In this article, we cover How to install MLflow. Before we dive into the process, let’s begin with introducing MLOps
By definition, MLOps is a cross-functional, collaborative, and continuous process that focuses on operationalizing data science use cases by managing statistical, machine learning models as reusable, highly available software artifacts via repeatable deployment process.
MLOps covers aspects such as model inference, scalability, maintenance, auditing, monitoring, and governance of models in an order that they deliver positive value even as underlying conditions (variables) change.
Why MLOps is important?
MLOps has grown into prominence to help organizations reduce the risk associated with Data Science, AI, and ML initiatives and maximize returns on analytics.
Running ML models and managing their lifecycle needs continuous comparison of the performance of model versions and detection of model drifts, as and when they occur. Manual ML tracking methods pave way for too many blind spots when dealing with scores of model runs. This is where MLOps streamlines end-to-end ML lifecycle management.
MLOps helps Data Scientists –
Instantly identify and deal with gaps in deployment, CI/CD, drift, and monitoring model performance
Focus more on algorithms, building accurate models, and improving their performance, by automating the process of deployment, serving and re-training of models
MLOps with MLflow
While there are multiple platforms to manage MLOps, let’s focus on MLflow, a popular open-source platform to streamline machine learning development (Tracking experiments, packaging code into reproducible runs, sharing and deploying models).
MLflow is a Machine Learning Operations platform that offers a set of lightweight APIs that can be used with any existing machine learning application or library (Ex: Tensorflow, PyTorch, XGBoost, etc).
5 reasons why MLflow is the best MLOps platform
Before we get to the MLflow installation, let’s take a look at the key advantages of using MLflow as a platform:
Reproducibility, extensibility, and experimentation under a single roof
Works with any ML library, algorithm, deployment tool or language
Brings transparency and standardization when it comes to training, tuning and deploying ML models
Easy comparison of performance metrics or model parameters – Available as tables and graphs with visualization
Experiments are highly scalable even with a lot of models. Collaborators can look for models through tags, developer name or accuracy levels
MLflow installation: Pre-requisites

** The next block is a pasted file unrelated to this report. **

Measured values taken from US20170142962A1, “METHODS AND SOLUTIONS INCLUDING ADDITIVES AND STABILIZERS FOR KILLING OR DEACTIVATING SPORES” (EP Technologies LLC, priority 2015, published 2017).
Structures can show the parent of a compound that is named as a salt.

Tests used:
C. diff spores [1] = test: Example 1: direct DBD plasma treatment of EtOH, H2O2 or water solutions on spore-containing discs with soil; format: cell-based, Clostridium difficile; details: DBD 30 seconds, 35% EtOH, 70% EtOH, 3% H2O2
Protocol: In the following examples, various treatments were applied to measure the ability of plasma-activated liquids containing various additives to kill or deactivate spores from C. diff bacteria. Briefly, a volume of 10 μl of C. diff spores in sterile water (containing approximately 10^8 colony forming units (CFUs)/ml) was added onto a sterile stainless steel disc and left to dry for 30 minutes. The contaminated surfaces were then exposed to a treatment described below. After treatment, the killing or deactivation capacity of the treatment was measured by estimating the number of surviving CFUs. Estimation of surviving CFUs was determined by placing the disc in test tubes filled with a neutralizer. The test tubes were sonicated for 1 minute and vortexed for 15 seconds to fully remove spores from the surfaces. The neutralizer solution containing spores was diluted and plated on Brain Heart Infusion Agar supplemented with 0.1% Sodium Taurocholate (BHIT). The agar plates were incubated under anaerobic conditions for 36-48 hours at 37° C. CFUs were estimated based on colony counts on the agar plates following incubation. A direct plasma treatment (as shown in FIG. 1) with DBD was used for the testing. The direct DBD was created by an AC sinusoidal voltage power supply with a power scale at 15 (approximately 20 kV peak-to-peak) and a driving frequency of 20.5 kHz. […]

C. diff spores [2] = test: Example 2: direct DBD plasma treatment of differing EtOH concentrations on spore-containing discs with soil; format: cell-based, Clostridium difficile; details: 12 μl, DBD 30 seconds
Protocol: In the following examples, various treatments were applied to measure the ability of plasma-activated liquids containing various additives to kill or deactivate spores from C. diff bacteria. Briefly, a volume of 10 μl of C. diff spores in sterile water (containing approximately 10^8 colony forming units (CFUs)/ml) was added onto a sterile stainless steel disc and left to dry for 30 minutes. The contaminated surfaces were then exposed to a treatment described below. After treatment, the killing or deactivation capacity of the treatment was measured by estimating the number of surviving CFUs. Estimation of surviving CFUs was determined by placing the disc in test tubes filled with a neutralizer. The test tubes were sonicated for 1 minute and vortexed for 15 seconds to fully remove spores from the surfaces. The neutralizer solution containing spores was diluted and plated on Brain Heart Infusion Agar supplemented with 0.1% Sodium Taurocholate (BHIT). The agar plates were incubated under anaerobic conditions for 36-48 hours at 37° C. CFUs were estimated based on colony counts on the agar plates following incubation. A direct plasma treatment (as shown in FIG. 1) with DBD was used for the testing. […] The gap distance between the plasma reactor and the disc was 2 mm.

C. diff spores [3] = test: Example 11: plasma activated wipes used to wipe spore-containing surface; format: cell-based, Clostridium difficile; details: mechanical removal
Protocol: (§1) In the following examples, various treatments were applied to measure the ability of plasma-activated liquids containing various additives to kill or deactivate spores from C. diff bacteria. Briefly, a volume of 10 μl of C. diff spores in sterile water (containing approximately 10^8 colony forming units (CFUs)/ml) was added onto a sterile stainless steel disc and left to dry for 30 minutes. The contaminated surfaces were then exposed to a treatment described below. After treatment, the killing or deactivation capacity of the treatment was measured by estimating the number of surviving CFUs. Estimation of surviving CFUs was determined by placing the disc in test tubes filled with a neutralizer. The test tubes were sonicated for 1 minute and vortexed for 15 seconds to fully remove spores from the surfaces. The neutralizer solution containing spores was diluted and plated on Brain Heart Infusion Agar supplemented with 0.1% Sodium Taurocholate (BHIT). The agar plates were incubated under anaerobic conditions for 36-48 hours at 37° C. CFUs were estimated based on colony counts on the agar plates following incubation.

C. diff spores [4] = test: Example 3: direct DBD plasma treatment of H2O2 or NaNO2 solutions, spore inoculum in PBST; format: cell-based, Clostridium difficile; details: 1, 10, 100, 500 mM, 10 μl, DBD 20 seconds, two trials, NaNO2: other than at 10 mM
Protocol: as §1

A tracking server, to allow us to access a UI to track the model’s lifecycle
Backend storage, to record metrics, parameters, and other metadata
An artifact root to store models and custom objects that we choose
In order to install MLflow, create a virtual environment using below code:
conda create –name mlflow python=3.6
conda activate mlflow
After creating the virtual environment, install MLflow using the code below-
conda install -c conda-forge mlflow (or) Pip install mlflow
In this case, local storage on a personal system is used as the tracking server. Once MLflow is installed, create a python file say sample.py by using the below code:
from random import random, randint
from mlflow import log_metric, log_param, log_artifacts
if __name__ == “__main__”:
# Log a parameter (key-value pair)
log_param(“param1”, randint(0, 100))
# Log a metric; metrics can be updated throughout the run
log_metric(“foo”, random() + 1)
log_metric(“foo”, random() + 2)
# Log an artifact (output file)
if not os.path.exists(“outputs”):
with open(“outputs/test.txt”, “w”) as f:
Create a folder and save sample.py file in the folder.
In Anaconda prompt, mention the path of the folder where we have saved sample.py file. After this, the file can be run as shown below:
A folder named ‘mlruns’ gets created automatically after running sample.py file. All the information about different runs and artifacts get saved in this folder.
We can then view Mlflow UI by using below command in the Anaconda prompt.The below link is used to launch: http://localhost:5000/
On the left panel, all Experiments can be seen and grouped as different runs of the same problem.
The MLflow UI as we see can be used to train and log models through MLFlow tracking (which allows us to visualize, search and compare runs, download & run artifacts or metadata for analysis with other tools). More on it in future articles.
Mohak Batra is an associate scientist of Data Science Practice at GainInsights and can be reached at firstname.lastname@example.org